Via Wikipedia: Mabel Hampton (May 2, 1902 – October 26, 1989) was an American lesbian activist, a dancer during the Harlem Renaissance, and a philanthropist for both black and lesbian/gay organizations. n 1984, Hampton spoke before thousands of onlookers at New York City Lesbian and Gay Pride Parade in 1984; there, she said, “I, Mabel Hampton, have been a lesbian all my life, for 82 years, and I am proud of myself and my people. I would like all my people to be free in this country and all over the world, my gay people and my black people.” She was the grand marshal for Pride march in 1985.

 

 

First Run Features is proud to announce the theatrical re-release of the legendary documentary Before Stonewall: The Making of a Gay and Lesbian Community on June 21 in New York and June 28 in Los Angeles, with other cities to follow. Fifty years after the riots gave birth to the modern lesbian and gay liberation movement, and with substantial progress made, LGBT Americans still find themselves fighting on many fronts for full equality, in the U.S. and around the world;Before Stonewall offers a potent reminder of what life was like for LGBT people before that extraordinary event.

Seattle Screenings at NW Film Forum, 1515 12th Avenue

Sun Jun 23: 
Mon Jun 24: 
Tue Jun 25: 
Wed Jun 26: 
Thu Jun 27: 
Fri Jun 28: 
 

$12 General Admission
$9 Student/Senior
$7 Member

 

In the early morning hours of June 28, 1969, the police raided the Stonewall Inn, a gay bar in New York City’s Greenwich Village, leading to three nights of rioting by the city’s gay community. With this outpouring of courage and unity the gay and lesbian liberation movement had begun.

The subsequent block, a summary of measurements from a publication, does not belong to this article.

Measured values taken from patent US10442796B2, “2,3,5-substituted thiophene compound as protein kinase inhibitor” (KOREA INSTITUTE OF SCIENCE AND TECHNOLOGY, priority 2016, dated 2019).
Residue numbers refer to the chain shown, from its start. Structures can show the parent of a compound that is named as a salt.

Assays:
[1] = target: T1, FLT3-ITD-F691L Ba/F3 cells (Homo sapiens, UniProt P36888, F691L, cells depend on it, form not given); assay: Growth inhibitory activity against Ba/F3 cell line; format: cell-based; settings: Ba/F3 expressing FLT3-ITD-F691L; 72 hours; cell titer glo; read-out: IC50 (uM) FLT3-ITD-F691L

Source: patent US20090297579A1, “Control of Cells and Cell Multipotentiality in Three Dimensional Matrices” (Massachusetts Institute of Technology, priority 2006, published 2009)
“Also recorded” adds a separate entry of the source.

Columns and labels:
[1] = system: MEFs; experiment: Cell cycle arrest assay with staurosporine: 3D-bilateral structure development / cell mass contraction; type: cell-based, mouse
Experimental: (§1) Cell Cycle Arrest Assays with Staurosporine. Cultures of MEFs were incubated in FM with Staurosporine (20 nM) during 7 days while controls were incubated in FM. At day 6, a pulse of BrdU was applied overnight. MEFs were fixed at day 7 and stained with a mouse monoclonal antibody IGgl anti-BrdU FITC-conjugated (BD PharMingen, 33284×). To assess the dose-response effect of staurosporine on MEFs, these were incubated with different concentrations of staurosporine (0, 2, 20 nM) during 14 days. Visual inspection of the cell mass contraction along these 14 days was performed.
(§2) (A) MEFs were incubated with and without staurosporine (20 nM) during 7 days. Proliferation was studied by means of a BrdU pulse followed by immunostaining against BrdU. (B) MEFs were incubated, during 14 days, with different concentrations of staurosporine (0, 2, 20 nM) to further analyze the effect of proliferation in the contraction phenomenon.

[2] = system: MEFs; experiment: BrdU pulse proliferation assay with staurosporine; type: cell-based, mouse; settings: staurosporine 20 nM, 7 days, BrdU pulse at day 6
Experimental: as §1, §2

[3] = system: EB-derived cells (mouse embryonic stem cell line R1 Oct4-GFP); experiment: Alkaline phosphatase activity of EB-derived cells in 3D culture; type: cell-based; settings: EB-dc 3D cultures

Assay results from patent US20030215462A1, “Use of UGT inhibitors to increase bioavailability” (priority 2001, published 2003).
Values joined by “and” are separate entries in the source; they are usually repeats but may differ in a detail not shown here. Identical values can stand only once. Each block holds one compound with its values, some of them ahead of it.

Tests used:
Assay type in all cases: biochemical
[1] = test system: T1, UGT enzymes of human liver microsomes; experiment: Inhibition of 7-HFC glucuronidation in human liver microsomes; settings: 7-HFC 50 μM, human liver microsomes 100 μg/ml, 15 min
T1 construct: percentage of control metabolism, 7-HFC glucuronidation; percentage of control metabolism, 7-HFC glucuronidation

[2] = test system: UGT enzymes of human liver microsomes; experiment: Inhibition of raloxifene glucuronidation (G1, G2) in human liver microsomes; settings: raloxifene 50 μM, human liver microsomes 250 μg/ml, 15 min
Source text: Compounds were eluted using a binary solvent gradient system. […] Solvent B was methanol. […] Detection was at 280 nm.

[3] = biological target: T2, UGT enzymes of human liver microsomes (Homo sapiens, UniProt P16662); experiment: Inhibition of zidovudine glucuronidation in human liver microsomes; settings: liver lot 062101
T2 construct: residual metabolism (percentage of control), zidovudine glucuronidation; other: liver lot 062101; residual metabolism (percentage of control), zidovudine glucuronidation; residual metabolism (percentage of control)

Before Stonewall pries open the closet door, setting free the dramatic story of the sometimes horrifying public and private existences experienced by LGBT Americans since the early 1900’s. Revealing and often humorous, this widely acclaimed film relives the emotionally-charged sparking of today’s gay rights movement, from the events that led to the fevered 1969 riots to many other milestones in the brave fight for acceptance.

Experience the fascinating and unforgettable, decade-by-decade history of homosexuality in America through eye-opening historical footage and amazing interviews with those who lived through an often brutal closeted history. The theatrical re-release of Before Stonewall is a chance for audiences to experience this eye-opening film on the big screen, with an audience, the way it was meant to be seen.

Narrated by iconic author Rita Mae Brownthe film features stirring interviews with pioneering cultural figures and activists including Audre Lorde, Allen Ginsberg, Harry Hay, Richard Bruce Nugent, Frank Kameny and Barbara Gittings.
Executive Producer: John Scagliotti • Director: Greta Schiller • Co-Director: Robert Rosenberg
Produced by Robert Rosenberg, John Scagliotti & Greta Schiller
Editor Bill Daughton • Archival Research Director Andrea Weiss • Narrator Rita Mae Brown

87 minutes, color, 1984

About the restoration: The 16mm negative was scanned and digitized at Periscope Films in Los Angeles. The file was then color corrected at Edition Salzgeber in Berlin, who created the ProRes and DCP. Director Greta Schiller supervised the process and approved the new ProRes and DCP.